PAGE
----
But What if My Ship Doesn’t Come In?

I’ve been thinking a lot about failure lately and I’ve come to the conclusion that failing may be the great American taboo.  People will go on television and talk about their sex lives, their medical problems, their psychological traumas, but they will rarely speak or be invited to speak about their failures unless it is in the context of how they overcame them on the path to success.

I wanted to read a bit about failure and almost all of the books I could find on the subject are not really about failure at all.  They are about failure as a stepping stone to eventual and inevitable success.

Now all of this may simply be a question of marketing. It is easier to sell people a book that says they will eventually and inevitably triumph (and here are five simple steps) than to sell them one that says they may not.  But the idea that you can count on avoiding failure if you remain optimistic and work hard is deeply ingrained in our culture. We believe in our own power, not in outside circumstances that are beyond our control.  The best the fates can do is temporarily blow us off course.  (Stay tuned for an article in this space on The Prodigal Son which will have more on this cultural bias.)

In fact, yesterday night as I was thinking about this and flipping through channels I came across and interview with Oprah Winfrey on Bravo.  “There is no such thing as failure” Oprah said. (for some reason I want to call her “Oprah” and not the more formal “Winfrey”) “It is only God’s way of telling you it is time to change direction.”

That is a fair enough way to rationalize failure after the fact, I suppose, as a message from the gods to change direction.  But the fact is, failure happens.

Because we are loathe to admit this, we have an absolute dearth of instruction on how to deal with failure– not delayed success– failure.

The paradox is that The United States may have more failures than any other nation.  We are a culture that prizes lofty goals. Failing to achieve what you set out to do is a common feature of having lofty goals.

When it comes to arts careers, failure is absolutely the norm. (See also my post The Joys of Failure.) There is the failure to make a living wage for one, the failure to achieve stability, falling short of artistic goals, failing to find the time to develop all of your ideas and concepts, the failure to achieve recognition, and finding that one career success does not necessarily lead to another.

For every movie star there are thousands of out of work actors who may have every bit as much potential to be a star but who never came across the right casting agent for the right part at the right moment.  For every best selling book there are thousands of potential literary stars who didn’t manage to persuade the right publisher to push their title in the right way.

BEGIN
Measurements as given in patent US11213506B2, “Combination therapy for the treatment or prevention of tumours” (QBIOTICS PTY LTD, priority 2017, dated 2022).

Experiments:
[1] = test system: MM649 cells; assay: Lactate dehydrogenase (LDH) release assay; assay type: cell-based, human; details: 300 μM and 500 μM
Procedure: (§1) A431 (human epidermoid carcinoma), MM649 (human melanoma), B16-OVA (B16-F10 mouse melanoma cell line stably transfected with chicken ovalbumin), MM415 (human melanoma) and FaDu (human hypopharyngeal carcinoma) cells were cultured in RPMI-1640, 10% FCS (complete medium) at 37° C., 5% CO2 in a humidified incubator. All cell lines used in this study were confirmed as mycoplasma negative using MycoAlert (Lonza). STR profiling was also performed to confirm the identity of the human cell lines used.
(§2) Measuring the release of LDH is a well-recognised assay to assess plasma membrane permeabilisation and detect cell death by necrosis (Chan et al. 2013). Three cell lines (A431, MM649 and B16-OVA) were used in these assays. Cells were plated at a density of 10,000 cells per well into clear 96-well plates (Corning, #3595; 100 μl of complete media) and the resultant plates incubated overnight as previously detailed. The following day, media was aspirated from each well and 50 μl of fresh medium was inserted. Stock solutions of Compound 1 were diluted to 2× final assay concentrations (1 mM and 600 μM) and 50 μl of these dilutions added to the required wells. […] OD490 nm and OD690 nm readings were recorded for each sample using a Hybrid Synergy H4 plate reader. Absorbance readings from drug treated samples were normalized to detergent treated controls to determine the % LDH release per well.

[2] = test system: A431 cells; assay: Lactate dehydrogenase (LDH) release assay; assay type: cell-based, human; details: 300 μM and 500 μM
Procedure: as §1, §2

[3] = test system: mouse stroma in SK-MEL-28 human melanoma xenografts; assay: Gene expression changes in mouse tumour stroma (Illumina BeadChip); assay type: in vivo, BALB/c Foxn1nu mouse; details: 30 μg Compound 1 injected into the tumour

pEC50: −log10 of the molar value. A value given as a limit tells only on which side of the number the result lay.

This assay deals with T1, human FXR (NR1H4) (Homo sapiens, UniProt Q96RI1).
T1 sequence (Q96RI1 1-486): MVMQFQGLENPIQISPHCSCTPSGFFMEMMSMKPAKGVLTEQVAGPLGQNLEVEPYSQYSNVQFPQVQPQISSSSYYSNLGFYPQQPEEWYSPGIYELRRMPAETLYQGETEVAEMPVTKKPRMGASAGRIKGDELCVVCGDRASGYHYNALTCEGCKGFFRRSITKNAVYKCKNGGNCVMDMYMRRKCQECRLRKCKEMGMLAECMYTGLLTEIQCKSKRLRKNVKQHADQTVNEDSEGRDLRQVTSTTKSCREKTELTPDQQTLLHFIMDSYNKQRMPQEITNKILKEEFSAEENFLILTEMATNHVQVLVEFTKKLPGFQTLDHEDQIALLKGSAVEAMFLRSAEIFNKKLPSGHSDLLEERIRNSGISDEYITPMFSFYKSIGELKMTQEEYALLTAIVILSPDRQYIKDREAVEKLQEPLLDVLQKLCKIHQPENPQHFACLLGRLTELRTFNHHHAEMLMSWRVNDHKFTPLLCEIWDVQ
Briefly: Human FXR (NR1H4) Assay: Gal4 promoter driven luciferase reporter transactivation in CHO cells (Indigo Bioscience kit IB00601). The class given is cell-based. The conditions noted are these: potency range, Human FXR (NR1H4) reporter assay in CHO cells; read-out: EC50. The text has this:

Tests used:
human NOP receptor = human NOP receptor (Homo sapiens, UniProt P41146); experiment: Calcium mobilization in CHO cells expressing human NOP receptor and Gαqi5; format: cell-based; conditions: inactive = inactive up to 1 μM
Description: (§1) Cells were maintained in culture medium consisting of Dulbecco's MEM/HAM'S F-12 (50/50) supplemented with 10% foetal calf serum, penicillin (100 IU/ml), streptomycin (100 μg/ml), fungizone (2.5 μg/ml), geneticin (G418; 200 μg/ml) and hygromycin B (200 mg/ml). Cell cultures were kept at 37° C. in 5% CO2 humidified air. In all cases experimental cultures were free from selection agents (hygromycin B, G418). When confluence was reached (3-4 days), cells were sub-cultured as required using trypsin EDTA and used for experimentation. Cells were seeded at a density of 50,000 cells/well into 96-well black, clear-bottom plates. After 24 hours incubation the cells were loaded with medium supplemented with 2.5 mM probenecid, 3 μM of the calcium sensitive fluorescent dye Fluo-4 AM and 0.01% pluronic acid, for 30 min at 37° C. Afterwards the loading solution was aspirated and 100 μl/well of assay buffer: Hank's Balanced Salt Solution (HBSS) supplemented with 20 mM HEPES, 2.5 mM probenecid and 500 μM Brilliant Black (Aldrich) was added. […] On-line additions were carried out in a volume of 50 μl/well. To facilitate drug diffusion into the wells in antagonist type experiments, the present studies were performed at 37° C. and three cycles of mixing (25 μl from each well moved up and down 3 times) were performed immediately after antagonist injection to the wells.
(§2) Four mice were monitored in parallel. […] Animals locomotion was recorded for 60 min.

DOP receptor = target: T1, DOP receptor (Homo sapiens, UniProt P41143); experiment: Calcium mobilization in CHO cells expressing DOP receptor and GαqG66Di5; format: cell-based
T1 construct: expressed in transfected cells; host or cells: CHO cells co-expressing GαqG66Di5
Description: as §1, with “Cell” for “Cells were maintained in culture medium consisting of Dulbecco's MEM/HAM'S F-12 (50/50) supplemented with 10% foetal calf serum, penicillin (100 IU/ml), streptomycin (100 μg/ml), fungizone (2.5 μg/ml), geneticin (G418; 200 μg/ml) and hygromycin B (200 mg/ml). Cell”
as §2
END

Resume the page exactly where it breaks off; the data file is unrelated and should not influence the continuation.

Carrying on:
The aspect of our culture that says that anyone can make it (to the top) with enough work, talent and faith is probably not true in any career field.  It is especially untrue in the arts.  Not everyone who tries gets to be prima ballerina or first chair.  There are not enough of those seats.

So what do you do in our culture when you come to the realization that the kind of success you imagined as a student may well never come in spite of your best efforts?  Sit with that question for a moment, because your instinct will probably be to avoid that thought at all costs. “Of course, I will succeed, it may just take longer. I may need to tweak my plan.”  “Don’t be so down on yourself.”  “Don’t be so negative.”

It feels dangerous to embrace the notion that you could fail in spite your best efforts, doesn’t it?

It is also the truth.

You could do what Oprah Winfrey does at such a moment and redefine success in order to preserve the notion that you did not really fail (you are just on the path to succeeding at something else).  That is one way to cope with the space between your ambitions and your daily life.

I think “success” and “failure” may be the wrong lens all together.  When I get frustrated that my work as a writer is not yielding the results that I would like– for example when a magazine decides to pay a kill fee instead of running the article I wrote and suddenly cuts my expected income by 75%, or when my heavily promoted novel gets great reviews and only sells enough copies to count on one hand, or when agents and publishers reject a series of proposals with “we like it… buts”– I’ve started to train myself not to ask if I am “succeeding” or not.

Realizing that I have a limited time on Earth, I ask this: “What do I want to fill my life with? Am I doing that?”

When I pose the question that way, I find that the answer is “yes.”

I could take the next big American step and say that this makes me a “success.”  But that leaves one leg in the success/failure trap.

It is hard to make a living at what I have chosen to do.  It is a lot of work.  There is much less recognition for my efforts than I would like. I may never find any of that easy.  Who said it was supposed to be?

My “ship” may not come in.  Struggles and all, I am filling my life with what is most meaningful to me.


  1. Realizing that I have a limited time on Earth, I ask this: “What do I want to fill my life with? Am I doing that?”

    I am sometimes a bit Oprah when I teach my writing classes. I spent a dozen or more years restlessly moving from one creative endeavor to another before I tried writing and realized that this was what I was meant to do, and would do for the rest of my life, no matter the level of success. I tell my classes that if they find that writing is ‘too hard,’ or not what they expected, not to consider it any kind of failure. To consider it one ticky mark off a list, and closer to finding what it is inside them struggling to be free.

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